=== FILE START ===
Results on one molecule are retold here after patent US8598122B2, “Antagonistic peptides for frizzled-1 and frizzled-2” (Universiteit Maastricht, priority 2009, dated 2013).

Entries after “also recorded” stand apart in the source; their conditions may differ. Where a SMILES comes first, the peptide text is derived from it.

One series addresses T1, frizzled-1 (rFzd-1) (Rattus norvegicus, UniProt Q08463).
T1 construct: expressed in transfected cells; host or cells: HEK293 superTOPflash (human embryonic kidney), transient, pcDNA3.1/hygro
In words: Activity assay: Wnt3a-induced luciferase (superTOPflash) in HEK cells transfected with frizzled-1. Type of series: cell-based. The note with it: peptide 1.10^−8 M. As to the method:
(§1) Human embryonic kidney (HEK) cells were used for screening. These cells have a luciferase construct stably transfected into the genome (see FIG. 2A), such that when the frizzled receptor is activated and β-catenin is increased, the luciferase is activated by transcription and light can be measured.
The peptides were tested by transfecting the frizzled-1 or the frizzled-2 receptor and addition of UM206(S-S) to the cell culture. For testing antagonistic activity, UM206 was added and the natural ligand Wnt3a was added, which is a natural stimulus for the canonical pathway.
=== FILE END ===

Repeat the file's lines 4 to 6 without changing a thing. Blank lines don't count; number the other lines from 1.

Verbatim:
T1 construct: expressed in transfected cells; host or cells: HEK293 superTOPflash (human embryonic kidney), transient, pcDNA3.1/hygro
In words: Activity assay: Wnt3a-induced luciferase (superTOPflash) in HEK cells transfected with frizzled-1. Type of series: cell-based. The note with it: peptide 1.10^−8 M. As to the method:
(§1) Human embryonic kidney (HEK) cells were used for screening. These cells have a luciferase construct stably transfected into the genome (see FIG. 2A), such that when the frizzled receptor is activated and β-catenin is increased, the luciferase is activated by transcription and light can be measured.